Loney isn’t about to be confused for Joey Bats anytime soon, but if there is some major change in his swing mechanics that helped him succeed where he previously failed, then maybe Colletti is on to something. Of course, that “if” is as huge as the difference between Loney and a productive first baseman has been in the past.
Loney is a guy that I have watched fondly since his days in the Southern League when I lived in Jacksonville and could watch him play for the Suns, liking what I saw in his swing despite the less than desirable results. When the success started happening in the second half of the season, it was two weeks after I acquired him in one of my leagues so I was keenly aware of just how well he was doing down the stretch. Reading the work Moriyama and Petriello put out and seeing that Normandin had a reaction to their work that was similar to mine increases my desire to take yet another flyer on Loney in 2012 in the later rounds while someone reaches for the catchier nickname in the earlier rounds, limiting their profit margins.
In Favor of Ike Davis by Derek Carty
Ike Davis’ most prominent tool is his power, and boy does he have that in spades. I’d easily grade his raw power out as a 65 or 70 on the 20-80 scouting scale, and you can see in his HitTracker chart just how far he’s capable of hitting the ball.
With the Mets moving the Citi Field fences in quite a bit in right and right-center field—spots where Ike displays a lot of power to—it should only make it easier for Davis to display his monster power in 2012. It wouldn’t be hard to envision the 25-year-old approaching 40 home runs one day, and 25-30 should be a piece of cake this season as long as he remains healthy and doesn’t have any lingering effects from the ankle injury he sustained in 2011. The good news there is that he’s recently declared himself 100 percent healed, which is excellent news with so much time remaining before spring training.
The knock against Davis is that some feel he’ll be a batting average liability. While he’s unlikely to bat .302 like he did to start 2011, he’s also not going to be a .230 hitter in the way a lot of guys with his kind of raw power do. He might have similar raw power to a Mark Reynolds type of player, but his strikeout rates aren’t going to be nearly as massive. In fact, he’s been barely below average in terms of strikeouts in the majors, posting a 22.5 percent rate. While Davis’ swing isn’t exactly compact, he’s also not going to whiff incredibly often, and his great patience and approach at the plate will allow him to see quality pitches in order to post good BABIPs. His BABIP was always outstanding in the minors, and that’s carried over a great deal in his brief time in the majors.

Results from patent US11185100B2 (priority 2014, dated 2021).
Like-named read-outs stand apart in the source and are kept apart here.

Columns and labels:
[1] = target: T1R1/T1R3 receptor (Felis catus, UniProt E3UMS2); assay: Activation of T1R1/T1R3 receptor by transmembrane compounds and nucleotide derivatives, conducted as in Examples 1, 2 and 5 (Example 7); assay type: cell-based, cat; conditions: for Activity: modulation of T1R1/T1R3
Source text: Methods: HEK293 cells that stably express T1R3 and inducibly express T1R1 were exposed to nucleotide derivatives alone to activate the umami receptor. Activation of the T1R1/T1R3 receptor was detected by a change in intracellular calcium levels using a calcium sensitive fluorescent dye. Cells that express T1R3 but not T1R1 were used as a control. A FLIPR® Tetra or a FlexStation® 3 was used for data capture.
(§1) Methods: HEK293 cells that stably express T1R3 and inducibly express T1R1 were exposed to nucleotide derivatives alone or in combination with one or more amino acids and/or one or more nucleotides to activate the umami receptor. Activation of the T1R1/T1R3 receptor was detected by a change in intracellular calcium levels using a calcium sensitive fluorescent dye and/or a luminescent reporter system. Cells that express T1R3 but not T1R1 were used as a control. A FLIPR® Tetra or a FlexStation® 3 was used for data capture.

Ike isn’t going to steal any bases, but a .270 average and 25-30 home runs from a middle-of-the-order hitter in a decent lineup is going to have a lot of value in fantasy leagues. He’s currently being selected as the 18th first baseman off the board in the 17th round of Mock Draft Central drafts, and that screams “Value!” to me. I’d gladly take him before the Gaby Sanchez, Paul Goldschmidt, Mark Trumbo, and Justin Morneau types that are being selected ahead of him, and without question I’d take him over James Loney. Jason says that in tougher leagues he could become a trendy pick, forcing one to reach to acquire him, but I'm not sure that's true. In the 15-team Tout Wars mixed league last season, he cost just $6. In the 14-team Yahoo! Friends & Family expert league, he went in the 13th round. Even in the 13-team LABR NL-only league, he only went for $16. Given that he missed almost the entire 2011 season, I find it hard to believe that he'll be more expensive than that in 2012. Yes, he's likely to still cost a little more than Loney, but he'll be worth it.